2. Wow, for coverage you failed to mention the highlights of anyone by Trudeau. You failed to mention that all three other leaders criticized Trudeau for bringing up the Quebec separation question in a brazen attempt to score political points, when a majority in Quebec actually have no interest in discussing the matter any more. Elizabeth May was on point for her accuracy of information, countering Harper’s misleading statements. Mulcair did an excellent job challenging Harper on the Senate, and both May and Mulcair strongly reprimanded Harper for being the first PM ever to mandate the Senate to vote against the will of the Commons. That was juicy stuff.

    And Harper, … well, no, he didn’t really have any highlights.

    If this is your debate and you post an article suggesting that you are covering the highlights, please make a serious attempt to do so.

    • It remains an interesting insight into Mr. Mulcair’s character to know that his actions would be dictated by a resolution adopted by a small group of party members in 2005 rather than a SCC decision.

      • I agree with you. He should stop plying games and double talk. We have enough of that from Harper and we do not need or want another PM like him ever.

  3. This was a Toronto debate masquerading as a national debate. What the heck is CityNews? How dumb to hold a so-called national leaders’ debate on a Toronto TV channel most Canadians have never heard of let alone watch. What a great way to ensure Voters remain indifferent to the whole business. I live in Canmore, AB.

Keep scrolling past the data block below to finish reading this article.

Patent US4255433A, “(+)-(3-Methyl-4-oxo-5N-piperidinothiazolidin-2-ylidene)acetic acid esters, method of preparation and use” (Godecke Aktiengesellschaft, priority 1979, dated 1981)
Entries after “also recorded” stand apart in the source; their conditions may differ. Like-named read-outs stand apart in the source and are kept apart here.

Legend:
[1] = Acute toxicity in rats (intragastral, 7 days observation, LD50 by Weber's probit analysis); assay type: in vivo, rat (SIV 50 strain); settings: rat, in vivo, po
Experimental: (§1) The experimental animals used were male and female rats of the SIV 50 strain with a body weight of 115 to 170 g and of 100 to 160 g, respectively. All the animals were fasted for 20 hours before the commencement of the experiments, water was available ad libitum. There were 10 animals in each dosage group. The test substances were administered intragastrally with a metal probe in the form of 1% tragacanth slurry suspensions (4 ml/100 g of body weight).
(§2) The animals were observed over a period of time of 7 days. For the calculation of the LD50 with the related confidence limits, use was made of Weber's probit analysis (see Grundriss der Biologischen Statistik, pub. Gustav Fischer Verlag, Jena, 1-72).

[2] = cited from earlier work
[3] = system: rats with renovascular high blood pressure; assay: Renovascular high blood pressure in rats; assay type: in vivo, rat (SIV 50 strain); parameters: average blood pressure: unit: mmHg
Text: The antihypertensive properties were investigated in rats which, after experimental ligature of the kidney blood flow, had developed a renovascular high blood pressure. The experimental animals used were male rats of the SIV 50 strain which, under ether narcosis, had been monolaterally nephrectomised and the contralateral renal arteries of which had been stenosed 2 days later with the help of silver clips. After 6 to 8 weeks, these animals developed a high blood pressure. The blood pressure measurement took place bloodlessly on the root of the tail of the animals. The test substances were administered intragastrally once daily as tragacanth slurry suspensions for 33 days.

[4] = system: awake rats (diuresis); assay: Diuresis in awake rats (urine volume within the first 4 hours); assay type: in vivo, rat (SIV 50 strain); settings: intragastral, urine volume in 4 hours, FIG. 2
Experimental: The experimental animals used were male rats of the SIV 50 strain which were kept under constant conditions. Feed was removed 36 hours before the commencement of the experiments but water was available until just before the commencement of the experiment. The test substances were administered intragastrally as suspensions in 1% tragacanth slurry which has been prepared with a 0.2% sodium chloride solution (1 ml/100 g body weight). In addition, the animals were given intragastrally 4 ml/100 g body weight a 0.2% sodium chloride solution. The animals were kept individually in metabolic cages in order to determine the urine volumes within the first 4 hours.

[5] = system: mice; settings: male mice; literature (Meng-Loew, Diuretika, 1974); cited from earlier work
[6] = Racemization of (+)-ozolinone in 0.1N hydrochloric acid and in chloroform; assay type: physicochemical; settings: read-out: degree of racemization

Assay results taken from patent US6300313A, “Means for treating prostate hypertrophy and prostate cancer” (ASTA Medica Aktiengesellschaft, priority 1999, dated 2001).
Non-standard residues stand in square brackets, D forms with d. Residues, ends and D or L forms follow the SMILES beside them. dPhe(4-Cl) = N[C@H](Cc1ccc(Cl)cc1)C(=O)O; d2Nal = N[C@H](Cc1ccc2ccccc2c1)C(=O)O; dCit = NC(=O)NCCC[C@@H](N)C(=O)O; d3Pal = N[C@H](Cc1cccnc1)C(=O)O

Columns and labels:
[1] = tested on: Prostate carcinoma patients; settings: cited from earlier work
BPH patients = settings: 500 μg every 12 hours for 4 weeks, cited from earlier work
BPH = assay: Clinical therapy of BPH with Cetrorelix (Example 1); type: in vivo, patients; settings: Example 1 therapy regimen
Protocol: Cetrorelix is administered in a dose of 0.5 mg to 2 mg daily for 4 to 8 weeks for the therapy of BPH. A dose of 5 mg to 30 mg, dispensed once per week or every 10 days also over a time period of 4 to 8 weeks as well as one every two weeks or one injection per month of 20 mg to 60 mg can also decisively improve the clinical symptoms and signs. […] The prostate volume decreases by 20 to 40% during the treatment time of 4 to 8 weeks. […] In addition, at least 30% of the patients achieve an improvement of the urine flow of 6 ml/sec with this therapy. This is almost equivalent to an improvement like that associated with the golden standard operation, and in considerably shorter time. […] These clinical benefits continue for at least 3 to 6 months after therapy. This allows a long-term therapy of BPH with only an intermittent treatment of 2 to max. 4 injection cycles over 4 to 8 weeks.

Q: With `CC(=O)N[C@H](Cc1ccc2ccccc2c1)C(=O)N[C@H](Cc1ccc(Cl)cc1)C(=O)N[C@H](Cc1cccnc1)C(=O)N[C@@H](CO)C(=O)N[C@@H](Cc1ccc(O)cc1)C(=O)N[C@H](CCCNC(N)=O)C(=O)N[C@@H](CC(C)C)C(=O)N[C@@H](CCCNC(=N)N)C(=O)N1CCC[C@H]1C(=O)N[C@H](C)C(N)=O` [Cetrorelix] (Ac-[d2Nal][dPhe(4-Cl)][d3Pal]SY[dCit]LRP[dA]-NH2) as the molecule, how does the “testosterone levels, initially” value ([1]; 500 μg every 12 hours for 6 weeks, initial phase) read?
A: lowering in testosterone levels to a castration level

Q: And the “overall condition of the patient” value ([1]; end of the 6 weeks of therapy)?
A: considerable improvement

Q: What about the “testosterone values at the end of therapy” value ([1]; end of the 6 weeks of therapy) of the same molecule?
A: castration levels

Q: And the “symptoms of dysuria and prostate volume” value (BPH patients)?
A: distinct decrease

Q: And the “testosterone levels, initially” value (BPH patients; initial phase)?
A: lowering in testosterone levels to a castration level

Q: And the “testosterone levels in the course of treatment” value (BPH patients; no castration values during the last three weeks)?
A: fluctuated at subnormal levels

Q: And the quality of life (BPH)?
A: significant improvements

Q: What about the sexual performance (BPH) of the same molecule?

4. This was a Toronto debate masquerading as a national debate. What the heck is CityNews? How dumb to stage a national leaders’ debate on a Toronto TV channel most Canadians have never heard of let alone watch. What a great way to ensure voters remain indifferent to the whole business, I live in Canmore, AB.

      • Ah, good ole emilyone, nothing to add as usual.

        • I talk to intelligent civil people…..not the ignoranti.

    • It was the Conservatives who refused to agree to participate in the real debate hosted by the consortium of broadcasters. That’s why it is possible that this debate was the only debate of the whole election and why it was done in a format and at a time when most Canadians wouldn’t watch it – the Conservatives want as few people to see this kind of debate as possible. They much rather you watched attack ads.

  5. Harper – B+ Wasn’t convincing anyone who hates him to change their mind. Didn’t need to do that. Played solid defence and scored points by shutting Justin down on the

    Mulcair – B+ Very nervous for the first 30 seconds of the debate then he got over it. That was impressive. Angry Tom came out a little over the referendum exchange. Rest of the night was solid. No big scores. No major knocks against.

    Trudeau – B+ Only due to incredibly low expectations. He showed up and wore pants which earned him at least a B-. His lines were trite, and at times unprofessional. “Canada is what it is.” Was that line actually scripted? Still not quite at the grown-up table.

    May – B+ Hand the best understanding of her issues. Didn’t connect when making her arguments. Outside environmental stuff the Greens are just plain whacky.

    • ““Canada is what it is.” Was that line actually scripted?”

      Uh, no. And it wasn’t delivered either.
      Although I did hear, “Canada is what it is because…”

      • This was the line:
        “We are who we are, and Canada is what it is, because in our hearts we’ve always known that better is always possible.”